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Friday 22 September 2023 Dublin: 11°C
# EpiPen
Mother of allergy-shock victim to politicians: "Emma's death was so avoidable"
An Oireachtas committee heard this evening calls for the widespread availability of epipens and increased awareness of fatal allergies.

THE MOTHER OF a 14-year-old who died from an allergic reaction as she had no access to an Epipen has told an Oireachtas committee of the need for legislatory change to prevent similar avoidable deaths in future.

Epinephrine or adrenaline auto-injectors, commonly known by the brand name of Epipen, are used in cases of anaphylactic shock.

When Caroline Sloan’s daughter, Emma, suffered a fatal allergic reaction in Dublin city centre after accidentally eating satay sauce, her mother was unable get an Epipen from a chemist as it was not for use on her.

“Emma’s death was so avoidable,” she told the committee.

“Had we had the correct information and education on her allergy, and access to an epipen, she would be with us today.”

“She was so looking forward to Christmas,” she said, “All her presents are still wrapped in their boxes in a press.”

“I only ever spent one Christmas with all three of my children.”

She has since perused a campaign to have epipens “in every first aid box”, noting that very little training is required to use them, and for people with allergies to carry ID or bracelets for use in the event of seizure.

She today voiced this at the Oireachtas Committee on Health and Committee.

image02 From left to right - Caroline Sloan, junior counsel Yvonne Moynihan, and Dr Michael Byrne

Junior Counsel Yvonne Moynihan told the committee that an important part of any legislation would be the scope of a liability to allow anyone “acting in good faith” to administer an Epipen without fear of any legal repercussions.

She outlined a case in the United States where a child died as a result of an allergic reaction after a fellow student’s Epipen was not used on her.

Employees in the school were prohibited from using an epipen prescribed for one student on another. The child was rushed to hospital where she was pronounced dead, the New York Times reports.

Ireland could become a “world leader” in the area of widespread availability of Epipens, she said, if comprehensive legislation was introduced.

The situation has been addressed in the United States, Canada, and the United Kingdom to varying degrees.

She noted that it should include a requirement for schools, restaurants, and other establishments to stock an epipen, with mandatory health plans training for staff put in place.

Epi Pen Vu What When File photo of an epinephrine auto-injector. Vu What When

Physicians warned that there is a lack of awareness, and lack of thorough diagnosis, of severe allergies.

Professor Jonathan Hourihane from the Paediatrics & Child Health department in Cork University Hospital, who specialises in paediatric food allergy and anaphylaxis, highlighted the lack of allergy centres in Ireland, noting long waiting lists at his own Department.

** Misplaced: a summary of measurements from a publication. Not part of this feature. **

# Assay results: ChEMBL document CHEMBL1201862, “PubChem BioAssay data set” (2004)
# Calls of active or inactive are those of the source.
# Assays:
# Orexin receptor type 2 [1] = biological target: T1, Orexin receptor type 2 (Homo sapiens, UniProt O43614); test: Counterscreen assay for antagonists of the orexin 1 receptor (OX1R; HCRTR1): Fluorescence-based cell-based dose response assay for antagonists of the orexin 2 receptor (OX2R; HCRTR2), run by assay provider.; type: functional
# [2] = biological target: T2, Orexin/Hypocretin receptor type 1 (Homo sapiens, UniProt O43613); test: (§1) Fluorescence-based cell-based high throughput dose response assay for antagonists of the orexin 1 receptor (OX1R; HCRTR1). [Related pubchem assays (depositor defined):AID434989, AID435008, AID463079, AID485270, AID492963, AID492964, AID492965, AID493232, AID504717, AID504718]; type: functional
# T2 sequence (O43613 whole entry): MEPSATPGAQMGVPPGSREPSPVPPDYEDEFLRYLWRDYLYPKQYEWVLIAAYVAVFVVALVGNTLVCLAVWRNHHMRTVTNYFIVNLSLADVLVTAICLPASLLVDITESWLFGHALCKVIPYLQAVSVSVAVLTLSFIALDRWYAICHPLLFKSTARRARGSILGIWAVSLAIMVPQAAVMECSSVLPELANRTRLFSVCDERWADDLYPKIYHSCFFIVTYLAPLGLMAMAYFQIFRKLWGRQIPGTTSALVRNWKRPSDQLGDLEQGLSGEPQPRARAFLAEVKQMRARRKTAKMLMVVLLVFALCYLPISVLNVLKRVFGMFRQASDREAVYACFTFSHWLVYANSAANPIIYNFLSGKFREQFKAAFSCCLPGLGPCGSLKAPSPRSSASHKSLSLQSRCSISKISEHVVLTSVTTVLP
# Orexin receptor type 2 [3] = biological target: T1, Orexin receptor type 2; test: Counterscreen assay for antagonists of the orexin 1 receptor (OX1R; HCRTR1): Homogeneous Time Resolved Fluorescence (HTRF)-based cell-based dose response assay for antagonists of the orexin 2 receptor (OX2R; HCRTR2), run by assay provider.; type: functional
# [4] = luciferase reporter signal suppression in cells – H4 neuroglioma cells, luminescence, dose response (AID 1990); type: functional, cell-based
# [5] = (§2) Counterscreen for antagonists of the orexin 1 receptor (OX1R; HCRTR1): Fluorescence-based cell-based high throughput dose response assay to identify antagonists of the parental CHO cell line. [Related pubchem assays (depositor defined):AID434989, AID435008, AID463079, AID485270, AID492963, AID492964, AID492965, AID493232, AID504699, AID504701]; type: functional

This shortage of allergists in Ireland was described as ‘hardly surprising’ by Senator John Crowne – “Ireland is bottom of the league table for everything, every specialist you care to mention”.

Hourihane said that many families he has met has said they feel like they are “followed around by grim reaper”.

[They fear] that the reaper will take their child if they make the tinniest mistake with their food.

“Another unfortunate death is inevitable,” he warned.

Caroline Sloan had told the committee that “if Emma had been referred to a specialist and been given the results of her tests and an allergy management plan, she would be alive today”. She also noted although it was known that her daughter had a peanut allergy, it was not known that it could be fatal.

Hourihane also referenced existing legislation in the United States, which he said was brought in by President Barack Obama due to his own experience with his daughter’s nut allergy, and that when the family visited Dalkey in 2011 that precautions were put in place “that we don’t think are worthy for other children.”

Dr Michael Byrne from UCC’s Student Health Department said that many do not like to disclose their allergies.

“In four years, despite regularly prompting and encouraging self declaration and origination,” he said,

I haven’t had a single student who came forward of an existing food allergy so that I could compile a risk assessment.

Byrne cited a fear of ‘not wanting to stand out in any way’.

Some committee members said potential legislation to allow for the widespread availability of Epipens should be raised with the Minister for Health as a matter of urgency, with Senator Crowne noting that it would be a very straight-forward process.

Read: Tragic death inspires push to get lifesaving EpiPens in public places >

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